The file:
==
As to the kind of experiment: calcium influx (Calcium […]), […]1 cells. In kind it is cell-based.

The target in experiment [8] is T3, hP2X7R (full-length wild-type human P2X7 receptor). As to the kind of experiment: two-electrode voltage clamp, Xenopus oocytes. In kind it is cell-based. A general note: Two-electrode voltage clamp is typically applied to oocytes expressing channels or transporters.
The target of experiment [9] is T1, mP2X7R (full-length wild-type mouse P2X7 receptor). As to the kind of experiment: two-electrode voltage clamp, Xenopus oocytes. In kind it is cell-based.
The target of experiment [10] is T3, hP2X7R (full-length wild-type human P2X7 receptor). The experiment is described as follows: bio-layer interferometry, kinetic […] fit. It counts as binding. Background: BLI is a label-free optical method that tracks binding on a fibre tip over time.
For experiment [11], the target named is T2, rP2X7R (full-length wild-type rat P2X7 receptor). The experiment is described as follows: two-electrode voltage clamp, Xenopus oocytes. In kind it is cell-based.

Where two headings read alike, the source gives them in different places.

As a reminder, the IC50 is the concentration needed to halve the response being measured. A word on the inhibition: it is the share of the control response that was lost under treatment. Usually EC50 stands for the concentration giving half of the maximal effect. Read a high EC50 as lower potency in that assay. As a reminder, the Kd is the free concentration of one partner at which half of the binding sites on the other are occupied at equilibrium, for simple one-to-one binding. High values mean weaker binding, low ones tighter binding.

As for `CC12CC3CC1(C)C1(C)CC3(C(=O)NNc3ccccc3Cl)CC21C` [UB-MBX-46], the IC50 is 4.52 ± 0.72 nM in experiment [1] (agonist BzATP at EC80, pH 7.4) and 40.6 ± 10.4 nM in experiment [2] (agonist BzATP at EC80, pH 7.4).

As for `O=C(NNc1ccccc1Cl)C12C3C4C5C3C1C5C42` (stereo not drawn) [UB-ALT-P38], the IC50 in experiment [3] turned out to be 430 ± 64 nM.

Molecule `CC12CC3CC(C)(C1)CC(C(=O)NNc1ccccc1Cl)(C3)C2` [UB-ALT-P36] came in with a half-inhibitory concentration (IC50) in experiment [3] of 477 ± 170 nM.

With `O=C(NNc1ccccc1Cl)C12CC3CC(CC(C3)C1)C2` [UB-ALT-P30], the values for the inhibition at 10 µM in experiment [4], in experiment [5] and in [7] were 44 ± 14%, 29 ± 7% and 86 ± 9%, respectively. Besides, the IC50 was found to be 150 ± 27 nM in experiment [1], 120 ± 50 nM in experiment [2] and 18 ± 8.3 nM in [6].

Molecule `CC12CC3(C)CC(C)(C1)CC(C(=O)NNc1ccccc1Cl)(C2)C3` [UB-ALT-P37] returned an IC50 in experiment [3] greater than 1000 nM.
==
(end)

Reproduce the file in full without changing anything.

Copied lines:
As to the kind of experiment: calcium influx (Calcium […]), […]1 cells. In kind it is cell-based.

The target in experiment [8] is T3, hP2X7R (full-length wild-type human P2X7 receptor). As to the kind of experiment: two-electrode voltage clamp, Xenopus oocytes. In kind it is cell-based. A general note: Two-electrode voltage clamp is typically applied to oocytes expressing channels or transporters.
The target of experiment [9] is T1, mP2X7R (full-length wild-type mouse P2X7 receptor). As to the kind of experiment: two-electrode voltage clamp, Xenopus oocytes. In kind it is cell-based.
The target of experiment [10] is T3, hP2X7R (full-length wild-type human P2X7 receptor). The experiment is described as follows: bio-layer interferometry, kinetic […] fit. It counts as binding. Background: BLI is a label-free optical method that tracks binding on a fibre tip over time.
For experiment [11], the target named is T2, rP2X7R (full-length wild-type rat P2X7 receptor). The experiment is described as follows: two-electrode voltage clamp, Xenopus oocytes. In kind it is cell-based.

Where two headings read alike, the source gives them in different places.

As a reminder, the IC50 is the concentration needed to halve the response being measured. A word on the inhibition: it is the share of the control response that was lost under treatment. Usually EC50 stands for the concentration giving half of the maximal effect. Read a high EC50 as lower potency in that assay. As a reminder, the Kd is the free concentration of one partner at which half of the binding sites on the other are occupied at equilibrium, for simple one-to-one binding. High values mean weaker binding, low ones tighter binding.

As for `CC12CC3CC1(C)C1(C)CC3(C(=O)NNc3ccccc3Cl)CC21C` [UB-MBX-46], the IC50 is 4.52 ± 0.72 nM in experiment [1] (agonist BzATP at EC80, pH 7.4) and 40.6 ± 10.4 nM in experiment [2] (agonist BzATP at EC80, pH 7.4).

As for `O=C(NNc1ccccc1Cl)C12C3C4C5C3C1C5C42` (stereo not drawn) [UB-ALT-P38], the IC50 in experiment [3] turned out to be 430 ± 64 nM.

Molecule `CC12CC3CC(C)(C1)CC(C(=O)NNc1ccccc1Cl)(C3)C2` [UB-ALT-P36] came in with a half-inhibitory concentration (IC50) in experiment [3] of 477 ± 170 nM.

With `O=C(NNc1ccccc1Cl)C12CC3CC(CC(C3)C1)C2` [UB-ALT-P30], the values for the inhibition at 10 µM in experiment [4], in experiment [5] and in [7] were 44 ± 14%, 29 ± 7% and 86 ± 9%, respectively. Besides, the IC50 was found to be 150 ± 27 nM in experiment [1], 120 ± 50 nM in experiment [2] and 18 ± 8.3 nM in [6].

Molecule `CC12CC3(C)CC(C)(C1)CC(C(=O)NNc1ccccc1Cl)(C2)C3` [UB-ALT-P37] returned an IC50 in experiment [3] greater than 1000 nM.